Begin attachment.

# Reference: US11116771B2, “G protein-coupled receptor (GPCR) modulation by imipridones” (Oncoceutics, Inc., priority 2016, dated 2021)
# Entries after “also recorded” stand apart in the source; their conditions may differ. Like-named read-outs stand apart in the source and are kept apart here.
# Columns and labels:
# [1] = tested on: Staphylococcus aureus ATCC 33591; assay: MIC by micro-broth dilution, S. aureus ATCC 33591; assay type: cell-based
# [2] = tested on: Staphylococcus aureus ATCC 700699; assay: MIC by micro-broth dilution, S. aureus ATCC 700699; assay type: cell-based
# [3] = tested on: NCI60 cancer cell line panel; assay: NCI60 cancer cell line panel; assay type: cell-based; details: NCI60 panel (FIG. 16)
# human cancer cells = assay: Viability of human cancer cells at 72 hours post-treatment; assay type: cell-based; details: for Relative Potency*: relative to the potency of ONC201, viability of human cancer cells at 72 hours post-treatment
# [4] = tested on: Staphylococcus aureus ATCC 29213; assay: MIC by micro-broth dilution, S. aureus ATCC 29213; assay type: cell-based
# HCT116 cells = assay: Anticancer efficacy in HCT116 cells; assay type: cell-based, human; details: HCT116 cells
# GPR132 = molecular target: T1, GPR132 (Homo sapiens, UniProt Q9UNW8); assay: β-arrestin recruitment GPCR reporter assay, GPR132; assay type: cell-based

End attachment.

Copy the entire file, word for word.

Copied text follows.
# Reference: US11116771B2, “G protein-coupled receptor (GPCR) modulation by imipridones” (Oncoceutics, Inc., priority 2016, dated 2021)
# Entries after “also recorded” stand apart in the source; their conditions may differ. Like-named read-outs stand apart in the source and are kept apart here.
# Columns and labels:
# [1] = tested on: Staphylococcus aureus ATCC 33591; assay: MIC by micro-broth dilution, S. aureus ATCC 33591; assay type: cell-based
# [2] = tested on: Staphylococcus aureus ATCC 700699; assay: MIC by micro-broth dilution, S. aureus ATCC 700699; assay type: cell-based
# [3] = tested on: NCI60 cancer cell line panel; assay: NCI60 cancer cell line panel; assay type: cell-based; details: NCI60 panel (FIG. 16)
# human cancer cells = assay: Viability of human cancer cells at 72 hours post-treatment; assay type: cell-based; details: for Relative Potency*: relative to the potency of ONC201, viability of human cancer cells at 72 hours post-treatment
# [4] = tested on: Staphylococcus aureus ATCC 29213; assay: MIC by micro-broth dilution, S. aureus ATCC 29213; assay type: cell-based
# HCT116 cells = assay: Anticancer efficacy in HCT116 cells; assay type: cell-based, human; details: HCT116 cells
# GPR132 = molecular target: T1, GPR132 (Homo sapiens, UniProt Q9UNW8); assay: β-arrestin recruitment GPCR reporter assay, GPR132; assay type: cell-based